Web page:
eutrophication

CORVALLIS, Ore. – Improved wastewater treatment methods that lead to cost savings and energy production are part of Oregon State University’s new Clean and Sustainable Water Technology Initiative.

A $3.28 million gift to the OSU College of Engineering from Jon and Stephanie DeVaan enabled OSU to launch the initiative.

“The College of Engineering is grateful to Jon and Stephanie for their visionary gift, an investment that could make a difference for millions of people around the world,” said Scott Ashford, Kearney professor and dean of the OSU College of Engineering. “The initiative will build a collaborative community of faculty, graduate students, undergraduate students – all working together on providing access to clean water throughout the globe, one of the 14 Grand Challenges for Engineering in the 21st century.” 

The initiative will include the work of Tyler Radniecki, assistant professor of environmental engineering, who studies the chemical and biological processes that allow for the decontamination of wastewater and stormwater runoff.

Radniecki is co-director of the OSU-Benton County Green Stormwater Infrastructure Research Facility, an Oregon BEST-funded field laboratory for testing green stormwater infrastructure, also known as low-impact development technologies.

His research focus includes a pair of emerging technologies in microbial resource management:

  • Anammox – anaerobic ammonia oxidation – gets nitrogen gas out of wastewater much less expensively than conventional “bubbling” techniques.
  • FOG – fats, oils and grease – codigestion purifies wastewater while increasing the production of methane that can be converted into electricity to power treatment plants, in some cases resulting in electricity being sold back to the grid.

“Nitrogen is a contaminant that is coming under ever-increasing scrutiny due to its primary role in causing eutrophication of rivers and lakes,” Radniecki said.

Eutrophication refers to what happens when excess nutrients end up in a body of water, causing a biomass load imbalance that depletes oxygen.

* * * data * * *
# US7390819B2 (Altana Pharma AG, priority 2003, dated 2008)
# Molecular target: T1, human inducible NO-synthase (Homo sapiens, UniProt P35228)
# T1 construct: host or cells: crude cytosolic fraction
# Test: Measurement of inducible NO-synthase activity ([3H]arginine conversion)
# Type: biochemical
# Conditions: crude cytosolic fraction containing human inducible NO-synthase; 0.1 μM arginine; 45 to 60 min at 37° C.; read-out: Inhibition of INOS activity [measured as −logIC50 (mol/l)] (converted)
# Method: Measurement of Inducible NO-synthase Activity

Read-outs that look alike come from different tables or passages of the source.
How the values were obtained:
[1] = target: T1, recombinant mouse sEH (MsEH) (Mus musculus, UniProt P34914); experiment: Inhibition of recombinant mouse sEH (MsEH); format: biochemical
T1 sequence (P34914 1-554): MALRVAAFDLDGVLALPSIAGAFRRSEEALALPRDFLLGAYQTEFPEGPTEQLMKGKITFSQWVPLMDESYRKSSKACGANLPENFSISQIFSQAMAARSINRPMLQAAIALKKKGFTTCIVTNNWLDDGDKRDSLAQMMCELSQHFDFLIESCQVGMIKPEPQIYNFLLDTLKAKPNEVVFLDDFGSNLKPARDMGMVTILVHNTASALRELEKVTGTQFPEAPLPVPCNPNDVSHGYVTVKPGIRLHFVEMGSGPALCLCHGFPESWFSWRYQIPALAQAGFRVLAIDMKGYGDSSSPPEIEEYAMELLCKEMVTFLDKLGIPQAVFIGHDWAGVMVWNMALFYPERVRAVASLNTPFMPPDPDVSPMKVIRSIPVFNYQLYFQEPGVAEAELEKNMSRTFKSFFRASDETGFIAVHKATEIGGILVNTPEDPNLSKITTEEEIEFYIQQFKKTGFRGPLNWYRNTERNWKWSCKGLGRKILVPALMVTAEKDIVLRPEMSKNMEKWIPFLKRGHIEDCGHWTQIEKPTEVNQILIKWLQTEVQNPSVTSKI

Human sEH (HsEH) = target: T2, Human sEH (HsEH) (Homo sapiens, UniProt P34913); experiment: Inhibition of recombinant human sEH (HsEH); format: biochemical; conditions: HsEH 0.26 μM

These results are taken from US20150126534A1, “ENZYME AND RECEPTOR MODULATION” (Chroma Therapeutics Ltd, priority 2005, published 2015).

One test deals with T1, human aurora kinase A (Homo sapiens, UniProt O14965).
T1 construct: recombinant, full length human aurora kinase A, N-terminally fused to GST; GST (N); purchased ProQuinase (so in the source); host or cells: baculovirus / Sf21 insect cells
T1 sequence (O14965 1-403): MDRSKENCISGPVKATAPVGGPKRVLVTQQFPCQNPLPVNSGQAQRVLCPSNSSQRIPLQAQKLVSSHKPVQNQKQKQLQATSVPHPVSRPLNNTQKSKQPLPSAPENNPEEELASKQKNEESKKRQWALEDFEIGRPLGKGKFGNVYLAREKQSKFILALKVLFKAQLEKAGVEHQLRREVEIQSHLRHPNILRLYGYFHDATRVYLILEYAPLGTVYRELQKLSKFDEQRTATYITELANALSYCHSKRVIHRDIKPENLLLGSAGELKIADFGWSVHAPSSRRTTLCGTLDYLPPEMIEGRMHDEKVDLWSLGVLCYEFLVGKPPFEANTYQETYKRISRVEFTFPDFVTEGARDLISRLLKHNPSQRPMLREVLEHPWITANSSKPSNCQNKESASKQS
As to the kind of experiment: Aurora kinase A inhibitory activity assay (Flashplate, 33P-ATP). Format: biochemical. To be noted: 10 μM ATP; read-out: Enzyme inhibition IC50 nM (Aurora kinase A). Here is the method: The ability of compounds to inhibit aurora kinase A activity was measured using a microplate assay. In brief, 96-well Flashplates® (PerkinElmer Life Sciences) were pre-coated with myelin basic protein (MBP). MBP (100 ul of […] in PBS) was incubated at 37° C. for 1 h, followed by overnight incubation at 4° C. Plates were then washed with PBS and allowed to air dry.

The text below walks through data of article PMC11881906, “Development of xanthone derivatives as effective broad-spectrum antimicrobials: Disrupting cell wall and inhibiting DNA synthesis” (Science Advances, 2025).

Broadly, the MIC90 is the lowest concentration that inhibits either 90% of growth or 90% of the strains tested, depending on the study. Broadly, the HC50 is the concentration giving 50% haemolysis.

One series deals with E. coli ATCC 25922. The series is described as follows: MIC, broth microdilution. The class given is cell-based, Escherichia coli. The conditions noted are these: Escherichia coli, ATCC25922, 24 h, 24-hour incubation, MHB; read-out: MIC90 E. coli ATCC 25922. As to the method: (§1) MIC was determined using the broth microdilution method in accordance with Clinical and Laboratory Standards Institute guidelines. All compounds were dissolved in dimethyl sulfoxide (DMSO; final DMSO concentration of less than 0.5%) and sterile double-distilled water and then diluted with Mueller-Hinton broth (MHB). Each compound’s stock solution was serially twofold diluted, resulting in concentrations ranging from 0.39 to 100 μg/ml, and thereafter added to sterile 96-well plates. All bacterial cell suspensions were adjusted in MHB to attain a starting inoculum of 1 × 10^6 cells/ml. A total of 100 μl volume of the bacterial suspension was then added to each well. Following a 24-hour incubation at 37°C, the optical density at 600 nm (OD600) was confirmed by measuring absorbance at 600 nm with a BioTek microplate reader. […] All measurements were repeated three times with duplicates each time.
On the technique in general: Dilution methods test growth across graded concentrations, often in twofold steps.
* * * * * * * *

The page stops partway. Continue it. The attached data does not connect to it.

“Anammox uses a recently discovered class of bacteria collectively known as anammox bacteria that can use nitrite to oxidize ammonia to form dinitrogen gas, which then bubbles out of the water and into the atmosphere,” Radniecki said. “This process can reduce the electricity consumption required for traditional nitrogen removal in a wastewater treatment plant by 60 percent and methanol addition by 100 percent.”

The problem is that so far an anammox setup calls for unit operation systems that require “immense technical expertise, monitoring and infrastructure.”

“That puts the process out of reach of most small to midsized treatment plants,” Radniecki said. “We are trying to revolutionize this technology by taking it out of these demanding, highly technical systems and putting it into low-impact constructed wetlands, a more suitable technology for treatment plants that aren’t huge.”

Adding restaurant waste – the aforementioned FOG – to anaerobic digesters to increase methane production is another option available to plants of varying sizes. But for FOG co-digestion to reach its full potential, greater understanding of the digesters’ microbial communities is needed.

“The treatment plant in Gresham, Oregon, has used this technology to become net energy positive – it’s energy independent and actually sells electricity back to the grid,” Radniecki said. “While this is a very exciting development, the technology can be better by improving its reliability under high FOG loading rates as well as when the FOG switches from one food source to another.”

There is also the potential for FOG codigestion to produce other resources besides methane, including hydrogen gas and bioplastic precursors, he said.

“However, we need to know a lot more about how the microbial communities within the anaerobic digester responds to operational parameters – loading rates, for example,” Radniecki said. “We are taking both top-down and bottom-up approaches to gain greater understanding of how to shape these microbial communities to maximize their potential.”

Top-down approaches, he explained, include gene sequencing those communities as they experience operational changes, providing insight into how the communities respond and how that affects digester performance. 

An example of a bottom-up approach is genome-enabled modeling of representative anaerobic digester microorganisms. 

“GEMs are complex models that, based on the genome sequence of a microorganism, can model every metabolic reaction that can occur in that microorganism,” Radniecki said. “GEMs give us a tool that allows us to probe the metabolic potential of any given microorganism under any given environmental condition. It may be possible for anaerobic digesters to produce additional economically viable products and not just methane.”

College of Engineering

About the OSU College of Engineering: The OSU College of Engineering is among the nation's largest and most productive engineering programs. Since 1999, the college has more than tripled its research expenditures to $37.2 million by emphasizing highly collaborative research that solves global problems. It is a leader in signature research areas, including precision health, clean energy, resilient infrastructure and advanced manufacturing; and targeted strategic areas, including robotics, materials research and clean water.

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Story By: 

Steve Lundeberg, 541-737-4039
​​​​​​​steve.lundeberg@oregonstate.edu

Source: 

Tyler Radniecki, 541-737-7265
​​​​​​​tyler.radniecki@oregonstate.edu